This chart views the players as a percentage of overall internet traffic. For reference Google.com receives 6% of all internet traffic whereas Maps recieves .26%. Thus Maps provides 4.3% of the visits of Google.com. A not insignificant and growing number.
Last week saw the introduction of the first Android phone, the G1 handset for T-Mobile. It’s a cool piece of hardware and software that should appeal to many. But is it really an iPhone competitor? And is that why we should care? No and no, but care we should.
Here are sampling of the headlines from major news organizations in the U.S. and UK:
•Google’s Android could smash iPhone’s locked gateway – guardian.co.uk
•Google vs. iPhone: Is Steve Jobs Reliving Past Mistakes? – time.com
•Google Introduces an iPhone Rival Open to Whims – NYTimes.com
•Google takes swipe at Apple’s iPhone – London timesonline.co.uk
Google isn’t competing with the iPhone in this endeavor. They are competing with every manufacture that doesn’t yet offer a full mobile internet experience and for customers that don’t have an iPhone and want that browsing experience on their cell. That means that companies that are not providing that like Microsoft and Nokia are the ones that Google is up against not Apple. As Greg Sterling points out, the smart phones are risk here are those running Windows Mobile, Palm and Symbian phones. Here is a great summary of smart phone market.
The G1 will have a positive affect on mobile browsing in general and on Local in particular. If not now with T-Mobile than going forward. It is a phone that makes search the center of the user experience and that can only bode well for Local and location based. Like the iPhone, websites will not need to be completely rebuilt and users can have a full internet experience with great local search.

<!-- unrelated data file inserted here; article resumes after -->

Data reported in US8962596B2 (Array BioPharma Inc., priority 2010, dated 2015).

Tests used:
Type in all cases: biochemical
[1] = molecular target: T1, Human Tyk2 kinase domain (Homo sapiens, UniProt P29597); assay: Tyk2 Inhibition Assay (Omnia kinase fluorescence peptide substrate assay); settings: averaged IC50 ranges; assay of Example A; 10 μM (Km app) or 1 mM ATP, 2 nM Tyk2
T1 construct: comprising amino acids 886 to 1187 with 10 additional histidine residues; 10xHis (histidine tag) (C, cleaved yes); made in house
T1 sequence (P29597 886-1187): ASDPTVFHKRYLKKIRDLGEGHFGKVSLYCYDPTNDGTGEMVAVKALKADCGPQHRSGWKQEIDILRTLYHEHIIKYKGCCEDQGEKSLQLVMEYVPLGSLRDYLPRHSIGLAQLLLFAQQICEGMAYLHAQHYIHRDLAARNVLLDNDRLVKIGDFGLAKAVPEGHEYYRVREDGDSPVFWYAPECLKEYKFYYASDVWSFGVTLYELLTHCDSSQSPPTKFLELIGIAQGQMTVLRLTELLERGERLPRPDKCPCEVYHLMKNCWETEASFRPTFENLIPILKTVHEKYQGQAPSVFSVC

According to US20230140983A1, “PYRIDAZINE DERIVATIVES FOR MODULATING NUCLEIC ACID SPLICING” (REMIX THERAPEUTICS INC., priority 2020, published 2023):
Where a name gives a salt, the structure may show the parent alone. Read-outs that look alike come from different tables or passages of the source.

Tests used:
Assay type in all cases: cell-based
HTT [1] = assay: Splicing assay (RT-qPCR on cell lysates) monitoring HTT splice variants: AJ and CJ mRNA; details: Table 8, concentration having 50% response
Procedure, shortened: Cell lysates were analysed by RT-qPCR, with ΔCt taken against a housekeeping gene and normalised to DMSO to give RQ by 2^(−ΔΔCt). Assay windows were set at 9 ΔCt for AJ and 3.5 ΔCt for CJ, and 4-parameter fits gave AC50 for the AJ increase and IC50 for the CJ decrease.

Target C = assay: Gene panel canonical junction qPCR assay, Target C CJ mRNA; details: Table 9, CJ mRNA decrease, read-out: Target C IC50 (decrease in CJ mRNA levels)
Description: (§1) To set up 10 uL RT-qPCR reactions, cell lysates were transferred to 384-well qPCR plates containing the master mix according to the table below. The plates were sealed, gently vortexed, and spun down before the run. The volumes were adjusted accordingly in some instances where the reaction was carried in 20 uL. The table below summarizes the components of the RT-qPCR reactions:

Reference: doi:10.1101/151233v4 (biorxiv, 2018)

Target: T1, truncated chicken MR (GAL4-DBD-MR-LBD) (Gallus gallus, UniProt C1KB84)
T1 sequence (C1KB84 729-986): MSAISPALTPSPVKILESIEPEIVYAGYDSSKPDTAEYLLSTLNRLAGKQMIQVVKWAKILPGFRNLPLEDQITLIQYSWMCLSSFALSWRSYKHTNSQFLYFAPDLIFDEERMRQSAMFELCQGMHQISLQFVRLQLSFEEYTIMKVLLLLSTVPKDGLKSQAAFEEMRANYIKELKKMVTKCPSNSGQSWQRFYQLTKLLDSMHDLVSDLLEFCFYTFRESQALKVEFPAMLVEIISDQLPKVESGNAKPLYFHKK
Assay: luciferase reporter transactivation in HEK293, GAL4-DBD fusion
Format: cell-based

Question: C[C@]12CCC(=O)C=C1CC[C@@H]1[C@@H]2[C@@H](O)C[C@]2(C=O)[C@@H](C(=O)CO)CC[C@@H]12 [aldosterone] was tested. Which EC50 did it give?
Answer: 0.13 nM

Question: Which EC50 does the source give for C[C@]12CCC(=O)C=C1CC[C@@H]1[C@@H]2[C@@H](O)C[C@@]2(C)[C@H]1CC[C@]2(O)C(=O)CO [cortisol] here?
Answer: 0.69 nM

From where I sit, phones like the G1 AND the iPhone will drive us towards the fully functional mobile future, not as competitors but as inflexion points in a dynamic market.
Google has formally announced Maps.Google.com/Vote that I covered in mid September.
In addition to offering voting information and polling places (coming October 15) via Maps they are making the maplet available as a widget for your website via a their Gadget creator:
As I mentioned in my earlier post, this type of mash up of deep local data with Maps offers an inkling of type of local data that will be presented on a national scale that we will be seeing over the next 12 to 18 months. It will be exciting times indeed for local.
Google, in upgrading Google Blog search, has created an intriguing potential competitor to Techmeme. The upgraded search provides broad blog coverage, picks up stories quickly and has the potential to project blog content more widely. ReadWriteWeb noted:
The new Google Blogsearch has the potential to reach tens of millions of people and drive insane amounts of traffic.
Whether that is true for local blogs is yet to be seen. There is however a feature that highlights blog by major search terms. This could have an a positive traffic impact for hyperlocal blogs as it emphasizes blogs related to primary geo search phrases:
Earlier today when I had read that Podesta Baldocchi Florist’s listing had returned to normal in the Local 10 Pack, I had assumed that Google had cleaned up the mess and removed the offending listings from Maps.
Not so fast pardner! It seems two weeks isn’t quite long enough to purge these fellows. A number of listings are still in the index from the hijacking entity. They still show as well on the Local 10 Pack on the search Flowers Brooklyn NY. Amazing the difficulty that Google has in purging the database of listings engaged in apparently criminal activity. If this activity doesn’t warrant a full and complete ban from Maps, I don’t know what does.